HOME |  CULT MOVIES | COMPETITIONS | ADVERTISE |  CONTACT US |  ABOUT US
 
 
 
Newest Reviews
Flag Day
Boris Karloff: The Man Behind the Monster
Nest, The
Martin Eden
Halloween Kills
Cicada
Sun Shines Bright, The
Last Thing Mary Saw, The
Comets
Herself
Mon Oncle d'Amerique
Wild Strawberries
Runner, The
Don't Look Up
Ghostbusters: Afterlife
Eternals
Forever Purge, The
Memoria
Venom: Let There Be Carnage
Legend of La Llorona, The
Japon
Glasshouse
Perdita Durango
Commando, The
Woodlands Dark and Days Bewitched: A History of Folk Horror
Boiling Point
Malignant
Deadly Games
Ailey
Voyeurs, The
Beyond the Infinite Two Minutes
In the Earth
Hiroshima Mon Amour
Hotel Poseidon
Zola
No Time to Die
Klaus
Jingle Jangle: A Christmas Journey
Candyman
Power of the Dog, The
   
 
Newest Articles
Super Sammo: Warriors Two and The Prodigal Son on Blu-ray
Sex vs Violence: In the Realm of the Senses on Blu-ray
What's So Funny About Brit Horror? Vampira and Bloodbath at the House of Death on Arrow
Keeping the Beatles Alive: Get Back
The Punk Rock Movie: Out of the Blue on Blu-ray
Yeah, Too Quiet: The Great Silence on Blu-ray
Vestron Double Bill: Dementia 13 and The Wraith
Farewell Dean Stockwell: His Years of Weirdness
Kung Fu Craft: Cinematic Vengeance! on Blu-ray
999 Letsbe Avenue: Gideon's Way on Blu-ray
Hungary for Cartoons: Hungarian Animations on MUBI
You Have No Choice: Invasion of the Body Snatchers on Blu-ray
You Can't Tame What's Meant to Be Wild: The Howling on Blu-ray
Commendably Brief: Short Sharp Shocks Vol. 2 on Blu-ray
Super Silents: Early Universal Vol. 2 on Blu-ray
Fable Fear: The Singing Ringing Tree on Blu-ray
Gunsight Eyes: The Sabata Trilogy on Blu-ray
Bloody Bastard Baby: The Monster/I Don't Want to Be Born on Blu-ray
Night of the Animated Dead: Director Jason Axinn Interview
The ParaPod: A Very British Ghost Hunt - Interview with Director/Star Ian Boldsworth
On the Right Track: Best of British Transport Films Vol. 2
The Guns of Nutty Joan: Johnny Guitar on Blu-ray
Intercourse Between Two Worlds: Twin Peaks Fire Walk with Me/The Missing Pieces on Blu-ray
Enjoy the Silents: Early Universal Vol. 1 on Blu-ray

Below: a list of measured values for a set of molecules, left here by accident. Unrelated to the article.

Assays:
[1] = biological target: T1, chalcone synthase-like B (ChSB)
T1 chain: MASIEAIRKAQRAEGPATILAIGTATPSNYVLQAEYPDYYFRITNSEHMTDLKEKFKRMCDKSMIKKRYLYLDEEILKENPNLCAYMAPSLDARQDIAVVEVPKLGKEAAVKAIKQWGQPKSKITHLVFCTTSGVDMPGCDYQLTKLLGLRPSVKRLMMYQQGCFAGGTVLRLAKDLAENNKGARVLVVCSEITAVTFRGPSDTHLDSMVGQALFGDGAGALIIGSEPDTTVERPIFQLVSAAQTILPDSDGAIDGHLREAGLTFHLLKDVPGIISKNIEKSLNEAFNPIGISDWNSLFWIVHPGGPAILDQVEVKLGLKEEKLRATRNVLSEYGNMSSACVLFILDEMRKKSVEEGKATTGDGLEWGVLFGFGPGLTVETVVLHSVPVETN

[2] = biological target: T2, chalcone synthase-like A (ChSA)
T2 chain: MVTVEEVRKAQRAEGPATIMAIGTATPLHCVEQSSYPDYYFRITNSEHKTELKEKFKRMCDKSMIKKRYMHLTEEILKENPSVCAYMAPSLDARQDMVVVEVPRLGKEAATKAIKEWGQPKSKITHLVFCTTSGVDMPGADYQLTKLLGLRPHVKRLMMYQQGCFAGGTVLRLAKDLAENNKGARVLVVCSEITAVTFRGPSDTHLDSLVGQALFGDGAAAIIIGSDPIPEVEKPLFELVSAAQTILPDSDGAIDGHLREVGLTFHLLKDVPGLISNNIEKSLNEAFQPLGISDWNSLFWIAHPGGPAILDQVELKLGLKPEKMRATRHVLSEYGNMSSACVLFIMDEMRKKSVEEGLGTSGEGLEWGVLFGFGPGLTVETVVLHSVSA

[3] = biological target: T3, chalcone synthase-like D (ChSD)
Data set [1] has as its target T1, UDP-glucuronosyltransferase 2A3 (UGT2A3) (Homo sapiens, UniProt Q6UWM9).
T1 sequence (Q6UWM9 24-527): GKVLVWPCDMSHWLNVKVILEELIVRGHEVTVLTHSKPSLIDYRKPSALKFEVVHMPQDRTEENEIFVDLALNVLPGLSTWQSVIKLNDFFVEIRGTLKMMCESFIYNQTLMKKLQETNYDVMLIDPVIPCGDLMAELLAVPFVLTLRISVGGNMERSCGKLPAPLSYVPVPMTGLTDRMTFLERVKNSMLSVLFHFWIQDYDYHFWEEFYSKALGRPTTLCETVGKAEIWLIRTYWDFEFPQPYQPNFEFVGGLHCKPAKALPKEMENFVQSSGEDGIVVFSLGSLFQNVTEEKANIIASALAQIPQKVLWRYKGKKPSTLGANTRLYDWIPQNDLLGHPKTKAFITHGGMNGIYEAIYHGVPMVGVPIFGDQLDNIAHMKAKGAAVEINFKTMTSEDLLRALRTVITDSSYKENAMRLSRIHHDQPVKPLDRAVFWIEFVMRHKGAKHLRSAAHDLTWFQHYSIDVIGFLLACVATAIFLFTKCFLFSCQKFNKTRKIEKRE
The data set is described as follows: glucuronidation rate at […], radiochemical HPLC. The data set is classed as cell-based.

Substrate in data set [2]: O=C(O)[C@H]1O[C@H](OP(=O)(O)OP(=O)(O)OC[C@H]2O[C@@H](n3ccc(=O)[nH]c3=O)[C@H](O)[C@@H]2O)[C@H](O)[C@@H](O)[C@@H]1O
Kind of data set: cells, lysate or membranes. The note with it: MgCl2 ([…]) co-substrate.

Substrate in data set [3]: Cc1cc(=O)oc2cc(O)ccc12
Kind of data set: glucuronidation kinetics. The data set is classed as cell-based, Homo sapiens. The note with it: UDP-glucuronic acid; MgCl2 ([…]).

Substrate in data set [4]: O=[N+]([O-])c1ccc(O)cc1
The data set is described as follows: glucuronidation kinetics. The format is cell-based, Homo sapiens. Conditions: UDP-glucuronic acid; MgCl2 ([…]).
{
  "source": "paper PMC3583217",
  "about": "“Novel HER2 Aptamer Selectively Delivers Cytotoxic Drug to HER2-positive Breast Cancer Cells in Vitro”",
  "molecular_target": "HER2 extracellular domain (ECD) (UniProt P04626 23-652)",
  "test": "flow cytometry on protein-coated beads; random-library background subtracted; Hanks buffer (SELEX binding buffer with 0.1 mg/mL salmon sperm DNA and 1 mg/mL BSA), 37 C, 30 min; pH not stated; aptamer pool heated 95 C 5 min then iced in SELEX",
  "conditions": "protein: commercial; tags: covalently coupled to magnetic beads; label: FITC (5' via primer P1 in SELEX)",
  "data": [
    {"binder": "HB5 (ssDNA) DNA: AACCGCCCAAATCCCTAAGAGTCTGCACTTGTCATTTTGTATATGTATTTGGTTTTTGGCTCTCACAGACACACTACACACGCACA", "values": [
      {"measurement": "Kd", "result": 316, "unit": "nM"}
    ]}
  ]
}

Masterful: The Servant on Blu-ray
   
 
  Checkpoint Speed Kings
Year: 1956
Director: Ralph Thomas
Stars: Anthony Steel, Odile Versois, Stanley Baker, James Robertson Justice, Maurice Denham, Michael Medwin, Paul Muller, Lee Paterson, Anne Heywood, Anthony Oliver, Philip Gilbert, MacDonald Hobley, Robert Rietty, Andreas Malandrinos, Dino Galvani
Genre: Action, Thriller, RomanceBuy from Amazon
Rating:  6 (from 1 vote)
Review: The world of international motor racing has its own brand of espionage associated with it, and there are industrial spies willing to steal secrets from one organisation to give to another, which is why O'Donovan (Stanley Baker) is at this Italian factory which manufactures racing cars in the middle of the night. He manages to get what his bosses have been looking for, but he also manages to get spotted, and when the nightwatchman tells him he's just doing his job he is shot dead for his trouble. The spy tries to escape, but the police are quickly on the scene, so the only method of evading them is to shoot at various components to get them to explode, leaving five cops dead. But he does get away...

Except he's still stuck in Italy having been identified in the media and with no path out of the country, which leaves him a liability for the main man at the racing car company he was working for, Warren Ingram (James Robertson Justice), who is keen to see the back of him. Here was the intrigue in this British thriller shot on the Continent: how can O'Donovan make a clean getaway when the massed forces of the Italian police are hot on his heels? The answer to that was the reason Checkpoint became a cult movie among fans of motorsport, as it involved racing footage and plenty of it, for Ingram took it upon himself to devise a scheme that would see his spy paid off and out of his life for good.